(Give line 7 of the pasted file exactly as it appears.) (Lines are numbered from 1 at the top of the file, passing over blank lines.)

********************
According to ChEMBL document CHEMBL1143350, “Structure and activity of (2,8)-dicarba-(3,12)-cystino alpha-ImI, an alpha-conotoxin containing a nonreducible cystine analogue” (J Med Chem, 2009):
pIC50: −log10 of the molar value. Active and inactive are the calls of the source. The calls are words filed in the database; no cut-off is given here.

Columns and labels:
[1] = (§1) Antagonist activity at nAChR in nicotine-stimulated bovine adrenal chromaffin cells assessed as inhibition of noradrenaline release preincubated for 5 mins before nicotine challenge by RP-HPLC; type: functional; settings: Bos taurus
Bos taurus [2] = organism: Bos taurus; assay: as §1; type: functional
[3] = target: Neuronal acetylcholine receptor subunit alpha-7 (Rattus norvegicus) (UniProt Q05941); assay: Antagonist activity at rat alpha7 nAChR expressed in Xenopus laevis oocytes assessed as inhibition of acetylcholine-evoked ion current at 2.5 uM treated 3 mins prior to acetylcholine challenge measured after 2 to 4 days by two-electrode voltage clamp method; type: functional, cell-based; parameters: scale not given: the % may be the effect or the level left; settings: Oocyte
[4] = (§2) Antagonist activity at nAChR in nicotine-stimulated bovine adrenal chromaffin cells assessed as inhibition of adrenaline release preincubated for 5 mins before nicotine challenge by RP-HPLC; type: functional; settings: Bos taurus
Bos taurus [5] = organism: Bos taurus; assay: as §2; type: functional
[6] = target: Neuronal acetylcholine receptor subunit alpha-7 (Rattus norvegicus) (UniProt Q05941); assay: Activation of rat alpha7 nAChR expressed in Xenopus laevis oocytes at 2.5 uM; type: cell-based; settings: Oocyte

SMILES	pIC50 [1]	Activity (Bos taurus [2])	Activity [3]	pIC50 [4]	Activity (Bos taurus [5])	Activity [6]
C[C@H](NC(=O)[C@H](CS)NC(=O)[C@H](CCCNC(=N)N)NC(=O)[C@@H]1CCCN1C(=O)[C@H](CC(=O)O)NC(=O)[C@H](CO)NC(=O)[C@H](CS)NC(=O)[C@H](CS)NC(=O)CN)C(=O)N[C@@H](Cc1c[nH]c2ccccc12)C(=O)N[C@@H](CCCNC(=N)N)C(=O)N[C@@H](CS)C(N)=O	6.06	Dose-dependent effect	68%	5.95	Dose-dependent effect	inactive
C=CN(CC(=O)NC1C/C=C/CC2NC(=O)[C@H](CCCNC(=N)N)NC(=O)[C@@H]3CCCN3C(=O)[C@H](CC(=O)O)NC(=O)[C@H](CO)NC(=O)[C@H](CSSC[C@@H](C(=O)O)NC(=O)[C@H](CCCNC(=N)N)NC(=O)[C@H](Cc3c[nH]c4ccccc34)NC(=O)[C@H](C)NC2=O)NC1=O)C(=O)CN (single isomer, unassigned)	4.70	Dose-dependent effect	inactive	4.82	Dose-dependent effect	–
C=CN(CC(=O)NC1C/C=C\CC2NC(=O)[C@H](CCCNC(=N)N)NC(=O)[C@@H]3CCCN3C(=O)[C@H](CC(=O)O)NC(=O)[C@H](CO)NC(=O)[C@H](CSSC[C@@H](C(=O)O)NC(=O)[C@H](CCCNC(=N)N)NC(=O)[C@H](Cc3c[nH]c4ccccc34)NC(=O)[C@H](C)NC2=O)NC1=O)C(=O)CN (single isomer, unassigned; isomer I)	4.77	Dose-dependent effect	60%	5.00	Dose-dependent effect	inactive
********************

[4] = (§2) Antagonist activity at nAChR in nicotine-stimulated bovine adrenal chromaffin cells assessed as inhibition of adrenaline release preincubated for 5 mins before nicotine challenge by RP-HPLC; type: functional; settings: Bos taurus